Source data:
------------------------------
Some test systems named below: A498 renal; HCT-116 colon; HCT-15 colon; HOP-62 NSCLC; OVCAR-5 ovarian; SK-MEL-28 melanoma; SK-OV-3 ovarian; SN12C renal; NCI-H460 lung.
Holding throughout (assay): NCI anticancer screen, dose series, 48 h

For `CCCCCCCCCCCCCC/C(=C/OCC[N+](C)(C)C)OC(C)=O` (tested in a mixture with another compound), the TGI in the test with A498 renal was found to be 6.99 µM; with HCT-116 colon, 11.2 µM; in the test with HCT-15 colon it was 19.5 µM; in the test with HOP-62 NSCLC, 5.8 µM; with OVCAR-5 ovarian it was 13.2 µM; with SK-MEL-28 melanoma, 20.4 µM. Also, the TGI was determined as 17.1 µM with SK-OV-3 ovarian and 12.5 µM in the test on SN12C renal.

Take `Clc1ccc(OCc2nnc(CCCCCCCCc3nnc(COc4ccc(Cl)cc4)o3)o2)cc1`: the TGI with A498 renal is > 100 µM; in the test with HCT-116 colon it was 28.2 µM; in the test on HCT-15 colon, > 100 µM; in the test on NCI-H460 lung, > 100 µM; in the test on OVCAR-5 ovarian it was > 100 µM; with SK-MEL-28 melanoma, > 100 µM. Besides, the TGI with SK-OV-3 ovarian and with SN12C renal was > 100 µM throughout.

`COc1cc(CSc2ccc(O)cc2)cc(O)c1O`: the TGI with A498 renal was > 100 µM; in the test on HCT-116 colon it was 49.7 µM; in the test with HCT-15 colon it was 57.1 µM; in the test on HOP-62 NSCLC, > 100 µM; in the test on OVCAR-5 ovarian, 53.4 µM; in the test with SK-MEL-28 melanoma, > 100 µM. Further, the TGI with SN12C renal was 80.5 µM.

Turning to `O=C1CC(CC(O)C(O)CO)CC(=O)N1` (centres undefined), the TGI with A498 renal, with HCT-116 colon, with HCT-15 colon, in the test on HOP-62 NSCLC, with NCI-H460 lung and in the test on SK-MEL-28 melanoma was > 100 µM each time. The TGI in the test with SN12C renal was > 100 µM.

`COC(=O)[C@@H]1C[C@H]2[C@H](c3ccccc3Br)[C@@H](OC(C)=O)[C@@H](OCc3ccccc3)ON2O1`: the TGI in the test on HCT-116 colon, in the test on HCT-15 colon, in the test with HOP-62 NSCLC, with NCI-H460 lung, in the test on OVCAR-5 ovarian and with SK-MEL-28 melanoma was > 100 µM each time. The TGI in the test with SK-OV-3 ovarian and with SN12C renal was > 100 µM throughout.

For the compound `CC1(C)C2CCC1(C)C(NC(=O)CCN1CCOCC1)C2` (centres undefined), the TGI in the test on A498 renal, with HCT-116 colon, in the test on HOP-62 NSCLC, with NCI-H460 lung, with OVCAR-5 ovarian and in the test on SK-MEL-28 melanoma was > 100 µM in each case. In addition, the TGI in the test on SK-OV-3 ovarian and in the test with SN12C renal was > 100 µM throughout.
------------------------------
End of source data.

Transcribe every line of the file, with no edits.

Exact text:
Some test systems named below: A498 renal; HCT-116 colon; HCT-15 colon; HOP-62 NSCLC; OVCAR-5 ovarian; SK-MEL-28 melanoma; SK-OV-3 ovarian; SN12C renal; NCI-H460 lung.
Holding throughout (assay): NCI anticancer screen, dose series, 48 h

For `CCCCCCCCCCCCCC/C(=C/OCC[N+](C)(C)C)OC(C)=O` (tested in a mixture with another compound), the TGI in the test with A498 renal was found to be 6.99 µM; with HCT-116 colon, 11.2 µM; in the test with HCT-15 colon it was 19.5 µM; in the test with HOP-62 NSCLC, 5.8 µM; with OVCAR-5 ovarian it was 13.2 µM; with SK-MEL-28 melanoma, 20.4 µM. Also, the TGI was determined as 17.1 µM with SK-OV-3 ovarian and 12.5 µM in the test on SN12C renal.

Take `Clc1ccc(OCc2nnc(CCCCCCCCc3nnc(COc4ccc(Cl)cc4)o3)o2)cc1`: the TGI with A498 renal is > 100 µM; in the test with HCT-116 colon it was 28.2 µM; in the test on HCT-15 colon, > 100 µM; in the test on NCI-H460 lung, > 100 µM; in the test on OVCAR-5 ovarian it was > 100 µM; with SK-MEL-28 melanoma, > 100 µM. Besides, the TGI with SK-OV-3 ovarian and with SN12C renal was > 100 µM throughout.

`COc1cc(CSc2ccc(O)cc2)cc(O)c1O`: the TGI with A498 renal was > 100 µM; in the test on HCT-116 colon it was 49.7 µM; in the test with HCT-15 colon it was 57.1 µM; in the test on HOP-62 NSCLC, > 100 µM; in the test on OVCAR-5 ovarian, 53.4 µM; in the test with SK-MEL-28 melanoma, > 100 µM. Further, the TGI with SN12C renal was 80.5 µM.

Turning to `O=C1CC(CC(O)C(O)CO)CC(=O)N1` (centres undefined), the TGI with A498 renal, with HCT-116 colon, with HCT-15 colon, in the test on HOP-62 NSCLC, with NCI-H460 lung and in the test on SK-MEL-28 melanoma was > 100 µM each time. The TGI in the test with SN12C renal was > 100 µM.

`COC(=O)[C@@H]1C[C@H]2[C@H](c3ccccc3Br)[C@@H](OC(C)=O)[C@@H](OCc3ccccc3)ON2O1`: the TGI in the test on HCT-116 colon, in the test on HCT-15 colon, in the test with HOP-62 NSCLC, with NCI-H460 lung, in the test on OVCAR-5 ovarian and with SK-MEL-28 melanoma was > 100 µM each time. The TGI in the test with SK-OV-3 ovarian and with SN12C renal was > 100 µM throughout.

For the compound `CC1(C)C2CCC1(C)C(NC(=O)CCN1CCOCC1)C2` (centres undefined), the TGI in the test on A498 renal, with HCT-116 colon, in the test on HOP-62 NSCLC, with NCI-H460 lung, with OVCAR-5 ovarian and in the test on SK-MEL-28 melanoma was > 100 µM in each case. In addition, the TGI in the test on SK-OV-3 ovarian and in the test with SN12C renal was > 100 µM throughout.